A loge box can’t tackle. The New Belgium Porch won’t shed a block. A 4,242 square-foot video board may capture the image of an opposing quarterback in flight, but it can’t bring him down from behind.
Colorado State football is a 15-year-old with a red Corvette his parents couldn’t afford. Every now and then, the kid does a victory lap at 110 miles per hour, laughing at the peasants, smoking tires and turning heads.
Within minutes, he’s wrapped that baby around a telephone pole.
South Dakota State 42, CSU Rams 23.
Thanks, Urban Meyer.
It’s not that the Rams got boat-raced in their backyard. It’s not that they got shamed on national television by a squad — a strong one, granted — from the Football Championship Subdivision. It’s not that they handed the Jackrabbits a $450,000 check for the privilege of getting kicked in the teeth for three hours.
It’s the way they got out-Dazzed. The ‘Rabbits were bigger. Stronger. Faster. Tougher. Sounder. In every category second-year CSU coach Steve Addazio purports his teams to excel, the Rams were second-best. A distant second, at that.
South Dakota State 42, CSU Rams 23.
Trey McBride came back for this?
“I’ve said we have one of the best front sevens (on defense) in the nation, and we gave up seven yards per rush,” Addazio told reporters after the game. “That can’t happen.”
Not like this. Not now. Coaching regime changes, more often than not, take time. They’re not always linear. Or fun. The one in FoCo was always destined to be tricky. The Rams, built to be fast and spread out by quarterback-friendly Mike Bobo, were challenged to get tough and tight by a new boss in The Daz, whose heart lies with the offensive line first.
But we’re creeping into Year 2, and despite a healthier, more polished Todd Centeio at quarterback, the new system still ain’t taking. Meanwhile, the naysayers who pegged Addazio as another lousy coaching fit, a favor hire for his pal Urby, are having a field day.
CSU has played only five games under Addazio since October 2020. They’ve lost four of those by at least 12 points. They’ve dropped three by 19 points or more.
What’s worse? Even after the pandemic portal allowed The Daz to phase out so-called Bobo guys and import more of his own, the Rams are still getting whupped where it hurts their coach most: At the line of scrimmage. An alleged CSU strength.
South Dakota State rushed for 242 yards on 34 carries, a whopping 7.1 yards per tote. The Rams averaged just 3.1 yards per carry on 40 attempts and turned it over twice.
If the ‘Rabbits could toss CSU’s dudes around like eighth graders, what kind of pain is Iowa, Offensive Line U, likely to inflict on the Rams in three weeks?
The smart cookies saw this coming. South Dakota State is the anti-Nebraska, a small name that swings a big stick.
They’re also the reigning FCS national runners-up. Addazio warned us on Blake Street a few weeks back that SDSU smelled like a big, bad wolf in sheep’s clothing, blessed with enough lungs to blow down any house.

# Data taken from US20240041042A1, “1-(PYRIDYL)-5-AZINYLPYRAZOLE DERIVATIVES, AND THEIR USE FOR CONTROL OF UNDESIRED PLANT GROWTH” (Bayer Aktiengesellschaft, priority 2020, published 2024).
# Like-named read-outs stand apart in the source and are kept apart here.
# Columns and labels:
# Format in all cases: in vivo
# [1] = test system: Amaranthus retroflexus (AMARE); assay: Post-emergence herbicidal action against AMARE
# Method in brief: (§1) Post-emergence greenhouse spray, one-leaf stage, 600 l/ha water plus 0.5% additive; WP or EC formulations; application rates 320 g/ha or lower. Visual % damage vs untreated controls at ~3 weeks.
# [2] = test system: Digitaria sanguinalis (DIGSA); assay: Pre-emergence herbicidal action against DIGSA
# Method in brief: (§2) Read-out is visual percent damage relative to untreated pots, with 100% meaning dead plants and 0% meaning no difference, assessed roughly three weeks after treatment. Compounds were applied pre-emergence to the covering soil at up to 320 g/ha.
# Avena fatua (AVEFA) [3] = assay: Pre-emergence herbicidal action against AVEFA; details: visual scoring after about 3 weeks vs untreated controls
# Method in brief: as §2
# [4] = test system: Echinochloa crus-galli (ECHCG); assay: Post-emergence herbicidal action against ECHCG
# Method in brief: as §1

Yet before this past Friday, that program’s only victory over an FBS school was at Kansas in Week 1 of 2015, a 41-38 decision that SDSU led 31-14 at the half.
Those Jayhawks went 0-12.
Thanks a lot.
If you’re not a member Pac-12-Big-Ten-ACC alliance, you’re fair game right now — poach or be poached. CSU is a floating football free agent, and every performance like this past Friday’s pushes the Rams further down the pecking order of public perception. And it’s only going to make the cries for a CSU alum to lead the program out of the wilderness, such as longtime Ohio State assistant Tony Alford, all the more clamorous.
Canvas Stadium is destined to become the nicest place nobody will pay to visit. To mangle a famous Texas aphorism, CSU football is all castle and no cattle.
And even if Big 12 is wounded, it’s not desperate. Rams AD Joe Parker can spin and pitch ‘til he’s blue in the face. Sure, Power 5 leagues appreciate fancy facilities. But that’s the icing, not the cake.
No, the smart play in realignment is football brand acquisition. The College Football Playoff is poised to add more seats to the table. It’s a question of how much and, given the understandable reticence to another ESPN bag job, how quickly.
An audience with King Midas requires football programs that can either throw down with the big boys or perennially punch above its weight. Reports say BYU, Cincinnati, Houston and UCF are the Big 12’s fallback plan in a post-Texas/Oklahoma world. And that’s it.
Which makes sense — over the last six seasons, each of those four programs has finished among the top 25 of Jeff Sagarin’s computer ratings at least once. Since 2018, BYU’s average finish in the rankings was 45th; Cincinnati landed at No. 28; Houston was No. 77; UCF, No. 27.
The Rams’ average, since 2018? No. 112.
A football team that talks tough with a glass jaw usually winds up eating every word. And a house of sandstone and steel doesn’t mean a blasted thing if the program inside is made of straw.